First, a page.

Vinnies helping ever more people with food parcels

food parcels

Food charities say they have seen a big increase in people needing food parcels. One says people even fight for food outside community pantries.

National poverty critical

St Vincent de Paul’s Hamilton manager, Mike Rolton (pictured), says New Zealand is currently experiencing poverty on a level unknown in modern times.

“Six years ago we gave out 600 food parcels. Last year we did 6,000 parcels. This year we’ve forecast we’ll do 7,000 parcels, so you can see the increase” he says.

Where in the past the public made donations to “Vinnies” Hamilton, that’s dwindled as people can no longer afford it, Rolton says.

“We’re using more of our own money to buy food. In the past we would have been lucky to spend $20,000 a year. Now we’re spending about $100,000 a year on food to put in our parcels.”

Doing it tough

One of the Hamilton families depending on Vinnies food parcels has a single mum.

She was left with eight dependent children five years ago after her partner was killed in a car accident.

Today she still has five children aged five to 17 at home.

“I have a budget of $100 … I buy frozen vegetables, the cheapest meat … and I try to get a bag of spuds each week which we ration out.”

She is on a benefit and after $480 for her two-bedroom rental is gone, the power paid for and her $100 weekly family food budget spent, she’s left with next to nothing.

“Tossing up between paying my rent or buying food is pretty much where I’m at” she says.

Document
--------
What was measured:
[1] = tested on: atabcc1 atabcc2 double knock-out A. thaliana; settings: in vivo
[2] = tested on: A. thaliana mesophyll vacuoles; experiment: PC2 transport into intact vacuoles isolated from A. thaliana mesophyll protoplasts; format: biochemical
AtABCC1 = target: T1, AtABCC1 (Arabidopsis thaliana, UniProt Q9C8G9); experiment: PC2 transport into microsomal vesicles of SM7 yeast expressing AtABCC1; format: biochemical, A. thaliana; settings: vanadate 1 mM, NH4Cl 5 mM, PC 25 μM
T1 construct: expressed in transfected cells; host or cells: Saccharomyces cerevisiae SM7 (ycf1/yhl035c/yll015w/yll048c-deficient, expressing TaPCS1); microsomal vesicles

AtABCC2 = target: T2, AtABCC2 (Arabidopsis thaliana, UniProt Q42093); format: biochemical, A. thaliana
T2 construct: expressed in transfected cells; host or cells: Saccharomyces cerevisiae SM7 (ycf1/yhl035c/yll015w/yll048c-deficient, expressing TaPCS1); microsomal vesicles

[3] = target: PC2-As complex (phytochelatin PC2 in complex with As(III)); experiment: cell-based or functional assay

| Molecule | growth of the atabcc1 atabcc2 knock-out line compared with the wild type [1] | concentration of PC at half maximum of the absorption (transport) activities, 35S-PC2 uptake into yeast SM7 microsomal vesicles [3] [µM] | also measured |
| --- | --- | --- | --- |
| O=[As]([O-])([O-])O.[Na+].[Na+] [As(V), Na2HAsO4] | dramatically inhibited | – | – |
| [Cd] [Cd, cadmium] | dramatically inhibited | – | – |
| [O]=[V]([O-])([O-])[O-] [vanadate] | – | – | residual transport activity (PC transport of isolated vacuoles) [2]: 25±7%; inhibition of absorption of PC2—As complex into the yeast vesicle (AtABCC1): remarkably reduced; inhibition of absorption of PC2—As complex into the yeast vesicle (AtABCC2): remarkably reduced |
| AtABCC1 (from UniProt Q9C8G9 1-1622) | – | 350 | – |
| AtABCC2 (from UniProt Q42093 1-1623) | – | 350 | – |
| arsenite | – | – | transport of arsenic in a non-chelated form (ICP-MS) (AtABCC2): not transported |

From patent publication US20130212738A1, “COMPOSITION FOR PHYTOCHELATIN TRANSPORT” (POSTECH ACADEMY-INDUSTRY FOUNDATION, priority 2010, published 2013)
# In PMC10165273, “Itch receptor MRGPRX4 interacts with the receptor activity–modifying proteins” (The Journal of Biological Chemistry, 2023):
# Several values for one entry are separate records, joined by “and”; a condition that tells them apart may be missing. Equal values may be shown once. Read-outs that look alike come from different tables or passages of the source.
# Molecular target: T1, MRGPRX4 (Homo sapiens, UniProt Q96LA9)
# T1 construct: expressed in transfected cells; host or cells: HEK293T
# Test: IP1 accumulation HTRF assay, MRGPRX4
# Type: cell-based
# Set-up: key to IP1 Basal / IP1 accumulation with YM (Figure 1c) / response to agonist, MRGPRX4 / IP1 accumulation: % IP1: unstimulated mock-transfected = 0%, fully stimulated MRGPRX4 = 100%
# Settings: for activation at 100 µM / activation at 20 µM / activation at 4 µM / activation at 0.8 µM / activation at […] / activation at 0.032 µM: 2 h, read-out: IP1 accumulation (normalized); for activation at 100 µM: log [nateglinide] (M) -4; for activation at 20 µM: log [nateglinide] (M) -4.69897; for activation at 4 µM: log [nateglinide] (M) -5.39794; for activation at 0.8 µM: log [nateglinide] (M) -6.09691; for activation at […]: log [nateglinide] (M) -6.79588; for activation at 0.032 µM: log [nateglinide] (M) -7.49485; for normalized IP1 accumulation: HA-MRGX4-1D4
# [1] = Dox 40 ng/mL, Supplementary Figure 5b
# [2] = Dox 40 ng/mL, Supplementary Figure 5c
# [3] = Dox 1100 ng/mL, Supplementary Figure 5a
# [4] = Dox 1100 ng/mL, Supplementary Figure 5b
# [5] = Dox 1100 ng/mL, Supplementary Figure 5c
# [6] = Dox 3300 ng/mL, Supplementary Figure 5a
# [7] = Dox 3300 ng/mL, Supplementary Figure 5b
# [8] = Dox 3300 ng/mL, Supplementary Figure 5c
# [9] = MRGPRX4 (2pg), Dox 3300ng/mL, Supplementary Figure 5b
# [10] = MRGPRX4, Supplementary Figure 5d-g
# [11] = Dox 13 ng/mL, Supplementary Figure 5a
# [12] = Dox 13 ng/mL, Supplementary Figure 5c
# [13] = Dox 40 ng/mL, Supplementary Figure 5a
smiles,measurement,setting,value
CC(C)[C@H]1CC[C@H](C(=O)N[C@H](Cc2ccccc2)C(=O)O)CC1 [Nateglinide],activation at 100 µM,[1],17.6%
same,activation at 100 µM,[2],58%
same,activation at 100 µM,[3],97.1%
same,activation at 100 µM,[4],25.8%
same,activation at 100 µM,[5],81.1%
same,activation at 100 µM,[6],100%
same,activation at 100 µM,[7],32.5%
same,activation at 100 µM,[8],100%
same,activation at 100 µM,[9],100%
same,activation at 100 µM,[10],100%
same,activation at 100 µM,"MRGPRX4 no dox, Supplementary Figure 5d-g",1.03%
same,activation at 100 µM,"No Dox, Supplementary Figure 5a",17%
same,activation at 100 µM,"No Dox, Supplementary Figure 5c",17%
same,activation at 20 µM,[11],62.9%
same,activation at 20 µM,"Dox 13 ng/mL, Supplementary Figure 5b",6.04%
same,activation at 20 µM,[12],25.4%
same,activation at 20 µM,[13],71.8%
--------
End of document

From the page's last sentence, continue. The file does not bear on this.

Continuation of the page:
The Vinnies food parcels are essential – though a last resort.

“I don’t see Vinnies every week as I don’t want to abuse them. I try to use them every second week when something like the power bill comes in.

Her food parcels generally include canned food, pasta, long-life milk and a pack of mince.

“The ladies at the food bank are awesome. Every now and again I get some muffins. I take them home and it’s a treat for my little ones.”

Everyone’s scraping the barrel

Vinnies Hamilton estimates that while half their food parcels go to beneficiaries, the other half go to people in paid employment. Rolton says Vinnies is seeing a growing number of people dropping from “middle class” to the “working poor”.

“We’re seeing a lot of workers who you wouldn’t expect to be asking for help with food. But we’ve seen their budgets and they need help.

“A number of people working for government organisations are coming to us … social workers may need help, working couples are coming in … they’re in tears when we give them parcels.”

Children suffer

Child Poverty Action Group states one in eight Kiwi kids are living in material hardship.

This means they can’t afford six or more basics including fresh food, heating, doctor’s visits, car maintenance and unexpected bills.

Over a fifth of Māori children and a third of Pasifika children live in poverty.

The Group also says half of Kiwi kids in poverty are in households where parents work.


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